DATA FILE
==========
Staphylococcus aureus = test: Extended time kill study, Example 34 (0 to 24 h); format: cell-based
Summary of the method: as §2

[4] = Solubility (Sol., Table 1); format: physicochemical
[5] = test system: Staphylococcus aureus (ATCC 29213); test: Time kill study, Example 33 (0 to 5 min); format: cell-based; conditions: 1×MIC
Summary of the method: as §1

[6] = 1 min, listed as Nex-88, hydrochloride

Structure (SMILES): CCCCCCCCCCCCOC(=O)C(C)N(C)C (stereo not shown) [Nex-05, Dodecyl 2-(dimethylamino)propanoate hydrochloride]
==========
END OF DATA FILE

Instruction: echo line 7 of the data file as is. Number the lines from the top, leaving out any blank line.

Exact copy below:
Structure (SMILES): CCCCCCCCCCCCOC(=O)C(C)N(C)C (stereo not shown) [Nex-05, Dodecyl 2-(dimethylamino)propanoate hydrochloride]